By interacting with smart people
If you’re lucky, you have this amazing kind of friends and with them you talk freely about anything. Absolutely anything. And when you do, randomly and magically, great ideas just pop into your head, based on the conversations you have, and you can’t wait to write them down and act on them.
By doing things
Working and tinkering with things leads you to other great ideas, sometimes not even related to your project. When I’m working on a project, there’s suddenly a lot of stuff I want to write about. And conversely, whenever I feel like I have nothing to write about – it means it’s time to start working on something new.
By traveling to new places
There’s no better way to break free from routine and conventions, than going to the other side of the world. And even though in this day and age, there are comforts of civilization almost everywhere, it is still amazing how immersing in different cultures, sampling different cuisines, hearing (and maybe even speaking!) another language shifts something within your mind and gets your creativity going.
Books have this magical ability to transport you in space and time, without you physically moving anywhere. And as your mind travels, it opens up to new ideas, you learn how people did things in the past, or how they are potentially dealing with events of the future, or on a totally different continent… Just make sure you read great quality literature, don’t waste time on vampires, nothing really you can learn from the things that could never exist.
By being annoyed
While it is not pleasant being irritated by some process that is broken, it gives you ideas on how to improve it, so that you, and everyone after you, don’t have to go through this pain anymore. Example: submitting paperwork in the world of electronic communications, doing timesheets, redoing same thing over and over… the list can go on.
Just make sure that you capture your ideas when they come – write them down.
How do you get great ideas? I heard people come up with them in dreams sometimes… curious to hear real world stories.
Posted on November 19, 2012 | Categories: Field Notes, Life is Fun
This post is inspired by a few things:
- Hurricane Sandy that hit NYC and Northeast a few weeks ago and left many people without homes (that cost them lots of effort and money to acquire)
- This very thought- and comment-provoking post from the Cup of Jo blog on women who don’t want to have children
- A conversation with my friend Ohn on having one “true love” per person, per life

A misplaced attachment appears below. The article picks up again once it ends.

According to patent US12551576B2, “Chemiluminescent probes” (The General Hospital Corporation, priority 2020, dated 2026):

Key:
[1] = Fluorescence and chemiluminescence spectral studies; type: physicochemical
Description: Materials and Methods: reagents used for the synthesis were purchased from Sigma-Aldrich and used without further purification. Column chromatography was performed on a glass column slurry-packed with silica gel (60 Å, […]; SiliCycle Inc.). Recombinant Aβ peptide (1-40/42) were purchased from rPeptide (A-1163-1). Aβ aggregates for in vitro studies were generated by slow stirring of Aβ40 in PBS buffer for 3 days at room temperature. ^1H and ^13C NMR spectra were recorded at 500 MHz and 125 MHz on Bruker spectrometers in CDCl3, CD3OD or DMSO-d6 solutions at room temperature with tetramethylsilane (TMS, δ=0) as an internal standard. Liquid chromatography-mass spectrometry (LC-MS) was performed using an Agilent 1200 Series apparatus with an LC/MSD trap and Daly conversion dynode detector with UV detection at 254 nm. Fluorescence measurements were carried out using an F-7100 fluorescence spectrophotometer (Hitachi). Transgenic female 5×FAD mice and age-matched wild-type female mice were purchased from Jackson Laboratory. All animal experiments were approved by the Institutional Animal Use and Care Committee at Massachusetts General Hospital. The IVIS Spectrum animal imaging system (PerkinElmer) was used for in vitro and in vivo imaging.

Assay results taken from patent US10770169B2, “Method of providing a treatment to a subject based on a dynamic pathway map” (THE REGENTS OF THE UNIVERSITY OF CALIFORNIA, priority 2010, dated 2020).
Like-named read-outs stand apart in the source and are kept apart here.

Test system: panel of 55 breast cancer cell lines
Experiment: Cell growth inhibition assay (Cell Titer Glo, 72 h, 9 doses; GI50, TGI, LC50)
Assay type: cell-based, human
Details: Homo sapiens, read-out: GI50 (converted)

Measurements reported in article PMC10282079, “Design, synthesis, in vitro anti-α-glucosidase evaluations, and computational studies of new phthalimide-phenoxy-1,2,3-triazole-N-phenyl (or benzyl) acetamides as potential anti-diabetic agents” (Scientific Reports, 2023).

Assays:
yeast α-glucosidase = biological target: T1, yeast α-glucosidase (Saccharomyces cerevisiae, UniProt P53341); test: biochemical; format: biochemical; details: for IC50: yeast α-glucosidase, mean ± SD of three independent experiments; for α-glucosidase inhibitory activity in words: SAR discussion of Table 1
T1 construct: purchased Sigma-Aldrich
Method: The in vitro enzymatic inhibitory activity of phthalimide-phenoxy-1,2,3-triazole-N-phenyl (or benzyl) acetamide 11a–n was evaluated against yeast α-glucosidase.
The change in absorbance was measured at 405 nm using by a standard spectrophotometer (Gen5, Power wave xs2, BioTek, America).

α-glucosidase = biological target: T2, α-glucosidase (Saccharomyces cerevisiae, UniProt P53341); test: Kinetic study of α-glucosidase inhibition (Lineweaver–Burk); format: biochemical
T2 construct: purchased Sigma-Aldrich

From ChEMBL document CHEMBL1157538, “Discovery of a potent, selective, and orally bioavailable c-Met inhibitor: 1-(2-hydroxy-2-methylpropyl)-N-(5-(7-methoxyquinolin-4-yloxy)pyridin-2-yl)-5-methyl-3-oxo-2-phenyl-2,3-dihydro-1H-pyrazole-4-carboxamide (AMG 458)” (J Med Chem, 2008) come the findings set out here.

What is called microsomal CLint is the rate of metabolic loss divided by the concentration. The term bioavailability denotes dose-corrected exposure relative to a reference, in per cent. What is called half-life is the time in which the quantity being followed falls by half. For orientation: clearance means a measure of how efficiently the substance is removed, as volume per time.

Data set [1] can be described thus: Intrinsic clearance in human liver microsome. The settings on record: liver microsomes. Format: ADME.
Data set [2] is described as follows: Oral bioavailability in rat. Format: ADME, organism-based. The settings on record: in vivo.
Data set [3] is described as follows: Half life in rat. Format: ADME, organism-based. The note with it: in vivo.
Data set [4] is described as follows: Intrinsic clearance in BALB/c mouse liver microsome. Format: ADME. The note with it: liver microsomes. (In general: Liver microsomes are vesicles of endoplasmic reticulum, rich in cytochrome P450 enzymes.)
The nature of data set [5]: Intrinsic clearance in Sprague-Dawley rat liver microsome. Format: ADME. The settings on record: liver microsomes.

These are all very controversial topics and eeeeeveryone and their cats have advice for you! Some common “wisdoms” are:
“You should buy a house, it’s such a good investment. Especially if you plan to raise your kids, you NEED a house!”
“Kids are the greatest joy in life! If you don’t want kids, you are selfish”
“You have to find your soulmate, and once you do, you two will be together forever”
Don’t you “love” these people who got certain ideas imprinted in their brains? They think they are doing your a service by putting you on the one and only right path to eternal happiness: home ownership + procreation + life-long committed relationship with one person. And if somehow you’re not on that path, something is awfully, horribly wrong with you, poor lost little lamb!
But fear not, because someone out there has FREE ADVICE for you!
I wish people minded their own business and focused on their own well-being and happiness instead of prodding into someone else’s life. If having kids brings you joy – have them, but don’t assume it’s the same for other people. Or enjoy your open relationship – as long as everyone in this relationship is cool with it and happy.
It’s sad that so often, people are buying homes and having kids and are stuck in bad relationships “because it’s the next step”, “because everyone else is doing it” or “because my parents told me to”, without thinking it through and being honest with themselves, then get consumed by debt, stress, sleepless nights and depression.
And if you really want to have a great conversation, instead of giving advice, tell me about all the good things you’ve done: started a company that truly helps people (whether if it’s educating their kids or finding open-minded partners), open-sourced your code, wrote an article that inspired creativity, donated to help save world’s oceans… As far as advice goes, only give it when specifically asked, consider all the circumstances, and don’t judge.
Now, what color shoes should I get? Hot pink or electric blue?
Posted on October 31, 2012 | Categories: Field Notes, Life is Fun
Thats one of the shortest pieces of wisdom I found online somewhere, and it’s profound in its simplicity.
If you want to become someone – do what the job requires. If you want to be a writer – write. If you want to be a coder – code. Teachers teach. Doing is everything.
I strive to write at least every other day. I don’t even want to be a writer. What I’d love to become is a better communicator and storyteller.
As Mike puts it:
… By learning to string words together well, you are actually learning to observe well. Language enables thinking, and by extension better language enables better thinking. Better language comes from practice and story telling, so try narrating your own life in an attempt at objective self-reflection
Here are some great posts on why everyone needs to write and how to do it better, to serve as inspiration/kick in the butt (for you and for me):
Jeff Atwood: Fear of writing and Always be shipping, always be jabbing
James Altucher: Tips for becoming a better writer (including some you’ve never heard)